The New Yorker has just published a piece about the writer David Foster Wallace entitled “The Unfinished.” It details a depressed man who grasped for a moral vision and a lasting joy. Sadly, it seems, he found neither, as the following quotations show.
On his depression and seeming addiction to medication:
“The writer David Foster Wallace committed suicide on September 12th of last year. His wife, Karen Green, came home to find that he had hanged himself on the patio of their house, in Claremont, California. For many months, Wallace had been in a deep depression….he had taken medication to manage its symptoms.
Depression often figured in his work. In “The Depressed Person,” a short story about an unhappy narcissistic young woman—included in Wallace’s 1999 collection, “Brief Interviews with Hideous Men”—he wrote, “Paxil, Zoloft, Prozac, Tofranil, Wellbutrin, Elavil, Metrazol in combination with unilateral ECT (during a two-week voluntary in-patient course of treatment at a regional Mood Disorders clinic), Parnate both with and without lithium salts, Nardil both with and without Xanax. None had delivered any significant relief from the pain and feelings of emotional isolation that rendered the depressed person’s every waking hour an indescribable hell on earth.” He never published a word about his own mental illness.”
The Purpose of Good Writing:
“Good writing should help readers to “become less alone inside.” Wallace’s desire to write “morally passionate, passionately moral fiction,” as he put it in a 1996 essay on Dostoyevsky, presented him with a number of problems. For one thing, he did not feel comfortable with any of the dominant literary styles. He could not be a realist. The approach was “too familiar and anesthetic,” he once explained. Anything comforting put him on guard. “It seems important to find ways of reminding ourselves that most ‘familiarity’ is meditated and delusive,” he said in a long 1991 interview with Larry McCaffery, an English professor at San Diego State.”
Wallace’s critique of irony:
“The default for Wallace would have been irony—the prevailing tone of his generation. But, as Wallace saw it, irony could critique but it couldn’t nourish or redeem. He told McCaffery, “Look, man, we’d probably most of us agree that these are dark times, and stupid ones, but do we need fiction that does nothing but dramatize how dark and stupid everything is?”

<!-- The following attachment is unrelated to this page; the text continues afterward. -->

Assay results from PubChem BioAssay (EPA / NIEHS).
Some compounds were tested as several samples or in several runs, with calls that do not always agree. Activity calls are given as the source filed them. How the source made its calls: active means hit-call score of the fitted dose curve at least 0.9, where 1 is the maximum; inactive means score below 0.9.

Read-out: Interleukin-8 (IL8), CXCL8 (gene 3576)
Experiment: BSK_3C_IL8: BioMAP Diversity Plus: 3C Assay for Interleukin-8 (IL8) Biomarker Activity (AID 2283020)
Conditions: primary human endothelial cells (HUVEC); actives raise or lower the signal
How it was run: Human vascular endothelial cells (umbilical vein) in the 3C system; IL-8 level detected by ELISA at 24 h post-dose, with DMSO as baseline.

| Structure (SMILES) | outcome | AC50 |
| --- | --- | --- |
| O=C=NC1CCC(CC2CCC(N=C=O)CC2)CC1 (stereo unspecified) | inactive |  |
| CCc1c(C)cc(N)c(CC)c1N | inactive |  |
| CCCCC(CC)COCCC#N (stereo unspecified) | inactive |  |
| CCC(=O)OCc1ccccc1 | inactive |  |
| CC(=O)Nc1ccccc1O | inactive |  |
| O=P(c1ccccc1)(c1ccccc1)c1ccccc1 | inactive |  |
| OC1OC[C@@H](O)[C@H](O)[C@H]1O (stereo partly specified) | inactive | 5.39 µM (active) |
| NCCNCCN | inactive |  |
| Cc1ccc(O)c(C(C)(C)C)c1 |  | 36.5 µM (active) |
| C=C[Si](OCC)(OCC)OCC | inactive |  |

The tormented author’s desire for a moment-by-moment joy:
“A typed note that Wallace left in his papers laid out the novel’s idea: “Bliss—a-second-by-second joy and gratitude at the gift of being alive, conscious—lies on the other side of crushing, crushing boredom. Pay close attention to the most tedious thing you can find (Tax Returns, Televised Golf) and, in waves, a boredom like you’ve never known will wash over you and just about kill you. Ride these out, and it’s like stepping from black and white into color. Like water after days in the desert. Instant bliss in every atom.” On another draft sheet, Wallace typed a possible epigraph for the book from “Borges and I,” a prose poem by Frank Bidart: “We fill pre-existing forms and when we fill them we change them and are changed.”
In all of these selections, I think that we see the tragic thrashing of a man doomed to live in awareness of his lostness. Wallace never found the all-surpassing peace and joy of Christ, but in these quotations, one sees that he searched for it, and for a moral vision that could order and make sense of his world.
I do not make light of him, though I would doubtless have many, many disagreements with him. His critique of irony, I think, is worth noting, and I look forward to reading more of his diffuse prose. In the end, the picture one draws from this story is one of the sinner out to sea, adrift, with little but meds to keep him company, a confused man leaving behind a family.
If one pities him, one also must remember: there but for the grace of God go I.
(illustration from the New Yorker)